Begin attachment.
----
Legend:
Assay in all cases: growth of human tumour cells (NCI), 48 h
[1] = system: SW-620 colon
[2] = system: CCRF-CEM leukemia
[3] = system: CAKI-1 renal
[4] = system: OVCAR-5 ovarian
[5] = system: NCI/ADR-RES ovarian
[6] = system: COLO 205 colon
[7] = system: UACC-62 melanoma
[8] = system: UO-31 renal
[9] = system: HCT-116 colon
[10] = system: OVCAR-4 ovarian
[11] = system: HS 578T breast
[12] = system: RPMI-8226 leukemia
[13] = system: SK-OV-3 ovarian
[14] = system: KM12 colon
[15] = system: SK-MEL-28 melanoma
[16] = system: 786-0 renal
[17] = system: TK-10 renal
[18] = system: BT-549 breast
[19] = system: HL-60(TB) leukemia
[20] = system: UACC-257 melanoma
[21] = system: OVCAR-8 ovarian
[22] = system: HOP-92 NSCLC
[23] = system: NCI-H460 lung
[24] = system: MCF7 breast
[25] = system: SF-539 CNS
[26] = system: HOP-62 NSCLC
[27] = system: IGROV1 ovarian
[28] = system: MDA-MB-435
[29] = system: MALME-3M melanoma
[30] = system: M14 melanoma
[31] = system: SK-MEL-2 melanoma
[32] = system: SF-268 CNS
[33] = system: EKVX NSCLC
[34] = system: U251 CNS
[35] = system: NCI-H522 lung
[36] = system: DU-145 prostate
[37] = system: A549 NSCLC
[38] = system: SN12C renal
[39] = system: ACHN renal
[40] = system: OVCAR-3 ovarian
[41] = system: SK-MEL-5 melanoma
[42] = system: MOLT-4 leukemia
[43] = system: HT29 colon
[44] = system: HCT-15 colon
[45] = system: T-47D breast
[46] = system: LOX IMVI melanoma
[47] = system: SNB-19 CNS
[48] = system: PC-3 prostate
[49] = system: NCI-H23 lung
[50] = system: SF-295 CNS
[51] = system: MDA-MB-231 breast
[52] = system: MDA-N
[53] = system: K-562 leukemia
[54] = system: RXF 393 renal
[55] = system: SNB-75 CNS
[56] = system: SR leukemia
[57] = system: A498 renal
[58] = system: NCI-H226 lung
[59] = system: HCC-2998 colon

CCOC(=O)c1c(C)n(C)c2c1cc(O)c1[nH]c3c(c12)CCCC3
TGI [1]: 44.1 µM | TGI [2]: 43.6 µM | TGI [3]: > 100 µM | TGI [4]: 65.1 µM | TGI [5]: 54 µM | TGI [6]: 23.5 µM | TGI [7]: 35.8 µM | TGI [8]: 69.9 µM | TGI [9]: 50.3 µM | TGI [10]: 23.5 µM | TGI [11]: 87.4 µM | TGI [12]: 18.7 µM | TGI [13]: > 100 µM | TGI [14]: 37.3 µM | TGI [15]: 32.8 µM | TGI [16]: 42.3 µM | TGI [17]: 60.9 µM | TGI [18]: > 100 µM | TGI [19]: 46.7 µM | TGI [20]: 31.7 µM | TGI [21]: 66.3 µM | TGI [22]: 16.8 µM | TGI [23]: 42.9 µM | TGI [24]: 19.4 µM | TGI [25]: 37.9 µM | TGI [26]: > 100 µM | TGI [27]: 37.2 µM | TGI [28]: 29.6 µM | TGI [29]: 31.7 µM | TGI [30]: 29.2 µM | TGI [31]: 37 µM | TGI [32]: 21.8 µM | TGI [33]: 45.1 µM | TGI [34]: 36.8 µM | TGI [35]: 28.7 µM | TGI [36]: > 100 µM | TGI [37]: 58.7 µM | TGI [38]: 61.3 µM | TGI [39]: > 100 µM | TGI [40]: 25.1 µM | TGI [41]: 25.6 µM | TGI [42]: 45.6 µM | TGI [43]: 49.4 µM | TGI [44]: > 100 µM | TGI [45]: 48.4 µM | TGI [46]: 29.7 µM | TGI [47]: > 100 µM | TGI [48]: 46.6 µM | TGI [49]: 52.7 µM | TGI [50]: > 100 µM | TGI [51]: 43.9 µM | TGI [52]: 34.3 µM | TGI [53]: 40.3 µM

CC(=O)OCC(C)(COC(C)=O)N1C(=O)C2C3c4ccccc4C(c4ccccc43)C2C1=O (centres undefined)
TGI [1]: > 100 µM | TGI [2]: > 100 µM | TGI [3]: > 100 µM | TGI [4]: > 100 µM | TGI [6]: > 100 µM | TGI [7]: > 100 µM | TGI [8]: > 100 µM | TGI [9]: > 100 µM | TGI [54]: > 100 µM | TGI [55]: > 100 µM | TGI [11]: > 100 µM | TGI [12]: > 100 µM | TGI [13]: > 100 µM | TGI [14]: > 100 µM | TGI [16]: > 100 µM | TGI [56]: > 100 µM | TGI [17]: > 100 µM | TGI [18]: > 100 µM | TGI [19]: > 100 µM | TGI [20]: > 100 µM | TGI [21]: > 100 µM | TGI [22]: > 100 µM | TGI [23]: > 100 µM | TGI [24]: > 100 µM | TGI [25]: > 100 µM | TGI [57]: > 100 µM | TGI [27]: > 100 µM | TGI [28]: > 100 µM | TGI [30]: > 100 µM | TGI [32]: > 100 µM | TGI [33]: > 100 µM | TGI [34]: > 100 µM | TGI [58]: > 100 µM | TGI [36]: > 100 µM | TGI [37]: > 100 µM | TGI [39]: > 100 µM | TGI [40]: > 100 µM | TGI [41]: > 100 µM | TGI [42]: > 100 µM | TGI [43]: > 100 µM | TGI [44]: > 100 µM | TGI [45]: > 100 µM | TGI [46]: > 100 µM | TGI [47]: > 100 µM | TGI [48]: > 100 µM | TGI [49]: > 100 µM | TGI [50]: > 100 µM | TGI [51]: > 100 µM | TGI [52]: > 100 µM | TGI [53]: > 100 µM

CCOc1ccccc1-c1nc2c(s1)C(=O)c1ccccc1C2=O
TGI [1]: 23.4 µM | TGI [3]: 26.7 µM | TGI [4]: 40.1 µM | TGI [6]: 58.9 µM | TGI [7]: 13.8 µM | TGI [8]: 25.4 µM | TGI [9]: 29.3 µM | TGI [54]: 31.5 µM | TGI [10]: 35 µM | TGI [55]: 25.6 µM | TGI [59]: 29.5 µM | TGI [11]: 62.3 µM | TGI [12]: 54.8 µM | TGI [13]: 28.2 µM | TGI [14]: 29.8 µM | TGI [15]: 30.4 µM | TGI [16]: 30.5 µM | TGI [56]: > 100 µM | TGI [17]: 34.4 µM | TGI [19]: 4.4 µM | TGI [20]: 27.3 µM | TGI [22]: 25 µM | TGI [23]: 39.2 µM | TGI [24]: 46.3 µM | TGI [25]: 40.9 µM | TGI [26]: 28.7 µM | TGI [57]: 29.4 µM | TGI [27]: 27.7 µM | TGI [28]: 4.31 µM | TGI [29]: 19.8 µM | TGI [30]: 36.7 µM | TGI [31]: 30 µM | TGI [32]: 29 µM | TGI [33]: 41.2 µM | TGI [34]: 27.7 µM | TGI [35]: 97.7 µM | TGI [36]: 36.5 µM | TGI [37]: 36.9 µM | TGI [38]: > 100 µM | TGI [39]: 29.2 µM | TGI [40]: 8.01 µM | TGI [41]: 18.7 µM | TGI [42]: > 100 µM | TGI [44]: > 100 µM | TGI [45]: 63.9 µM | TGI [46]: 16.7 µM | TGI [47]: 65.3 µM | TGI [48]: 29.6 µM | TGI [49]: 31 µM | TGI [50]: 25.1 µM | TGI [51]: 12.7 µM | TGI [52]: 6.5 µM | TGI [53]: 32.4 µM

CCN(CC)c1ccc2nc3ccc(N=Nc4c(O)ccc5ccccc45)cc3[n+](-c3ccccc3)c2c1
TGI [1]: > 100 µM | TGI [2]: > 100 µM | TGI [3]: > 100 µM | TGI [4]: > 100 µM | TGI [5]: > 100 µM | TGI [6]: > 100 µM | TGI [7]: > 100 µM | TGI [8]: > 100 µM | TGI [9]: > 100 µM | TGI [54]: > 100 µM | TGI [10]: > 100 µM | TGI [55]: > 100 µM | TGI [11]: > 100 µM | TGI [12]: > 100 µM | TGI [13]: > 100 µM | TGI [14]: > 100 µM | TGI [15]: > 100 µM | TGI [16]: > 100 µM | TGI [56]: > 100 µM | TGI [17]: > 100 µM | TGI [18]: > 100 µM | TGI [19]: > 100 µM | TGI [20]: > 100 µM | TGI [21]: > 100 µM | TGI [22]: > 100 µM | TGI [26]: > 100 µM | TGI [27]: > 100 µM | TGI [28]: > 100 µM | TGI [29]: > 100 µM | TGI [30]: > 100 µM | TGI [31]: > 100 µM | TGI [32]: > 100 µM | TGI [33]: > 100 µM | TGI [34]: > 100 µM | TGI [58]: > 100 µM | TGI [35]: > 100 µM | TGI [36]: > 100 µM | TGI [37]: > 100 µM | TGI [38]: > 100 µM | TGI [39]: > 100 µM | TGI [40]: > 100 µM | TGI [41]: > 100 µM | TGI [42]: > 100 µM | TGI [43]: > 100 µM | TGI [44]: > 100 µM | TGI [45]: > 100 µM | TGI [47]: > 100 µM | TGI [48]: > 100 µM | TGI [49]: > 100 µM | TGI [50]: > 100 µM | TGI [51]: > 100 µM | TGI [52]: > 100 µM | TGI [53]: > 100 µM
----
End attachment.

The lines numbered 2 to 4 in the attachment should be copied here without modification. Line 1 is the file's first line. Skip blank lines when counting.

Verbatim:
Assay in all cases: growth of human tumour cells (NCI), 48 h
[1] = system: SW-620 colon
[2] = system: CCRF-CEM leukemia